Making the Case for the Midwest

Making the Case for the Midwest

Former governor already has helped one city in the Midwest land a Chinese manufacturer.

Former Missouri Gov. Bob Holden sees a virtually "unlimited" economic development opportunity in China's surge into the United States, and he believes he can play a role in helping the Midwest get its share of the pie.

As chairman of the Midwest U.S.-China Association, a nonprofit organization that promotes commerce between 12 Midwest U.S. states and China, Holden hopes he can market the Midwest's strengths to prospective Chinese investors.

"Our problem has been that people don't normally think of us right off the bat," Holden tells IndustryWeek. "They think of California, New York, Florida or Texas, when in fact if they would look at the Midwest -- and the work ethic, infrastructure and amenities we have -- I think we have a lot to offer. The Midwest can be very successful in this global competition once we get the word out about who we are and what we have to offer."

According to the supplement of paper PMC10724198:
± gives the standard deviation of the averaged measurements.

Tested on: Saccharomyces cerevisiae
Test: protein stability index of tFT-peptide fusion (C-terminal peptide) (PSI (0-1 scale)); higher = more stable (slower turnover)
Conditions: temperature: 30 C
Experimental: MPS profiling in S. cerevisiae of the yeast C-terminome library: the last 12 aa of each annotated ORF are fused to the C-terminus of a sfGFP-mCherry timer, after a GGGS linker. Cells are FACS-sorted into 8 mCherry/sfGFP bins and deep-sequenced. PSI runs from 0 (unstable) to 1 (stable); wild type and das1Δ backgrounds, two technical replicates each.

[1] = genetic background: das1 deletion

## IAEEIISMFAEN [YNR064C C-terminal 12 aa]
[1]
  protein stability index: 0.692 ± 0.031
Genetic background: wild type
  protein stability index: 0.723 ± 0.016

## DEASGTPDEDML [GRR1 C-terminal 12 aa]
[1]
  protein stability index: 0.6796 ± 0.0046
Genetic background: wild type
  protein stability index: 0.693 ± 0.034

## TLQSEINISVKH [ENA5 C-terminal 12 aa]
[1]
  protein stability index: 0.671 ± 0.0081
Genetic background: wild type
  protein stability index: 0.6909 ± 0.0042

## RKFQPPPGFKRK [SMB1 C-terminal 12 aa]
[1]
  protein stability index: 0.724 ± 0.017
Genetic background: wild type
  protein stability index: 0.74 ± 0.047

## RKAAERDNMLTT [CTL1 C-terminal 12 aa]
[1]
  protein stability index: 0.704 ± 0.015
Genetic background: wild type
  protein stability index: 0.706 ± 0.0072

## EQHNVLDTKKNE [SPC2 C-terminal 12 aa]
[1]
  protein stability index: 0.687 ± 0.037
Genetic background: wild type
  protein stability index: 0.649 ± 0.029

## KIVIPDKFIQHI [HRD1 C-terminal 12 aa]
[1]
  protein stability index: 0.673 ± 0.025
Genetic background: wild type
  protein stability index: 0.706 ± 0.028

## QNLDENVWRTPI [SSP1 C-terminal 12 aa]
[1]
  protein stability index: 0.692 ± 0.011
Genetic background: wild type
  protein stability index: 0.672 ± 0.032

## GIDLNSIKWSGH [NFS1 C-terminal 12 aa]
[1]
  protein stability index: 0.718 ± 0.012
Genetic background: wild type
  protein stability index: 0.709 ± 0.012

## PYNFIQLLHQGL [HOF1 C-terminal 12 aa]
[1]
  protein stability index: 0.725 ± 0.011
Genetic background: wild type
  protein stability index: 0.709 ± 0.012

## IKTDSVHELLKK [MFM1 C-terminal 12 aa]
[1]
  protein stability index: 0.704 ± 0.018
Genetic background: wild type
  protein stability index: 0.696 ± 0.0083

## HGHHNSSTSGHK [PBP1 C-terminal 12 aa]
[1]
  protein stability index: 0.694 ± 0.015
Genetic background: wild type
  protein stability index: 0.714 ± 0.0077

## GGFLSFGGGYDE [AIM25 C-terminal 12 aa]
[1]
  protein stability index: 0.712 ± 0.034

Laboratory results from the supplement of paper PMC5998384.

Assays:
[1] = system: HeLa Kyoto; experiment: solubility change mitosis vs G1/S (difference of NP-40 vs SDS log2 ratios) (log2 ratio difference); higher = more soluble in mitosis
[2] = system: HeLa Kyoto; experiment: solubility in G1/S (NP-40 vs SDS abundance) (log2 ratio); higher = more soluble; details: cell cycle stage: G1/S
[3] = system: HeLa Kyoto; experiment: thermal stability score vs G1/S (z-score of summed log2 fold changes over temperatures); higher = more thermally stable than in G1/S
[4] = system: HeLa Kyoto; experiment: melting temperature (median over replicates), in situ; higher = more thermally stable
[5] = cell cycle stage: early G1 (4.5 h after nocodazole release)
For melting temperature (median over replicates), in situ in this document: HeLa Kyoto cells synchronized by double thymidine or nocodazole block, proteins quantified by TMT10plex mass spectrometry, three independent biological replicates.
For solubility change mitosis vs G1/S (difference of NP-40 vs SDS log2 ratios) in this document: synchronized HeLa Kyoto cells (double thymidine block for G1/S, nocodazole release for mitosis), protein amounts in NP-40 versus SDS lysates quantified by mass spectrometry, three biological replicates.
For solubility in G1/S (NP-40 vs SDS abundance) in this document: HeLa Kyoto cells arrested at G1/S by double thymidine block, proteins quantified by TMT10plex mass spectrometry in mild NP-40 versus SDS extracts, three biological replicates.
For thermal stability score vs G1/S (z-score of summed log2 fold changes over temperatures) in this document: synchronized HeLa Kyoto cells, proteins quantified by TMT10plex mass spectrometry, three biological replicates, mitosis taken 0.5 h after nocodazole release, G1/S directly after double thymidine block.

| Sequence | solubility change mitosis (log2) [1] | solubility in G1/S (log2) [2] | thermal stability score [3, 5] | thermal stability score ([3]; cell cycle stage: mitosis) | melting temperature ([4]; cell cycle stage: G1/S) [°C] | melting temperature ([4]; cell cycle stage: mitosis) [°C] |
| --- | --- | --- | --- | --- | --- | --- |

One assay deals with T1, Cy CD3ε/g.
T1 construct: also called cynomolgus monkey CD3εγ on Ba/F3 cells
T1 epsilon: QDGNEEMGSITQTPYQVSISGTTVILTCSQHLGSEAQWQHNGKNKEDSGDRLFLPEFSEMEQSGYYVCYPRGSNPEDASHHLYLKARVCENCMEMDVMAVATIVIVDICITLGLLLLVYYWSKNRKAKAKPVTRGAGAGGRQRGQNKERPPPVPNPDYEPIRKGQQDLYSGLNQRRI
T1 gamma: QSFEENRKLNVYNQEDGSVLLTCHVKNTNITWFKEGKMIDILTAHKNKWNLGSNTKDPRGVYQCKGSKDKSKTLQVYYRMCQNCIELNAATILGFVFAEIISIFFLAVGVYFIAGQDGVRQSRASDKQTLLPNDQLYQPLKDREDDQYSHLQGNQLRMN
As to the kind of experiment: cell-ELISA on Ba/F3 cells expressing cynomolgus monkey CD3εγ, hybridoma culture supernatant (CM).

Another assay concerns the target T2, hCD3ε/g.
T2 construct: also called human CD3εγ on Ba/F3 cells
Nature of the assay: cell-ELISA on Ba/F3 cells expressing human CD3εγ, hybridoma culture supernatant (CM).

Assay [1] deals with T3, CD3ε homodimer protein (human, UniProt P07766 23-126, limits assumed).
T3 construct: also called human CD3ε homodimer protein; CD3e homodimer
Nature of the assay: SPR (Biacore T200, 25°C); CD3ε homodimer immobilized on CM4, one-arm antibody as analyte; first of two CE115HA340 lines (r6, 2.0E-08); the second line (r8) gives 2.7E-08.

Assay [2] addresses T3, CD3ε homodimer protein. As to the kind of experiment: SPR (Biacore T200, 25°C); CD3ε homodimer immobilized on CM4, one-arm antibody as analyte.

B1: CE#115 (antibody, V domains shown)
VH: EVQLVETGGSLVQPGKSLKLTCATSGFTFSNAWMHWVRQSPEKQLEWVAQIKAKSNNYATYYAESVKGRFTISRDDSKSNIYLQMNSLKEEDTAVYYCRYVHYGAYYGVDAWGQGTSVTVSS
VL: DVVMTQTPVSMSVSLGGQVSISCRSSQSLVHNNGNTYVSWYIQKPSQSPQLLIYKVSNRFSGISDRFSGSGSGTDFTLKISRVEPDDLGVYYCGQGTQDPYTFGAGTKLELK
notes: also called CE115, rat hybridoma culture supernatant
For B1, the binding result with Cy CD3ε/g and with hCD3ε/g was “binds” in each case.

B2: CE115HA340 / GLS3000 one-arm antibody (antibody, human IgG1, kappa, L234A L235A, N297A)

As chairman of the Midwest U.S.-China Association, former Missouri Gov. Bob Holden hopes to market the Midwest's strengths to prospective Chinese investors.
Holden points out that the association "hasn't been too active" since its inception in 2004. But Holden, who became chairman a few months ago, is trying to change that. He is trying to drum up new members, organize annual conferences in the United States and China and play a more active role in economic development.

Holden already has helped one city in the Midwest land a Chinese manufacturer. When a site-selection consultant for Hong Kong-based Mamtek International Ltd. asked Holden to facilitate the companys search for a U.S. location, Holden reached out to economic development officials in all 12 member states to gauge their interest.

Site-selection consultant Thomas Smith says Holden's involvement in the process "let us look at an extremely large number of states and cities in a really compressed fashion." Mamtek broke ground on a site in Moberly, Mo., just 120 days after the company began its search, one of the fastest site-selection timelines Smith has seen.

At times in the process, Holden notes that he served as a liaison between Mamtek and state economic development officials, helping both sides understand the "nuances" of the signals that they were sending each other in their negotiations. He sees this as a potentially important role in future efforts to attract foreign companies to the Midwest.

"Those nuances are so very important," Holden says. "Particularly when you're dealing with a foreign company, being a former elected official still has standing in their society. It helps to bridge some of those gaps in our traditional business system."

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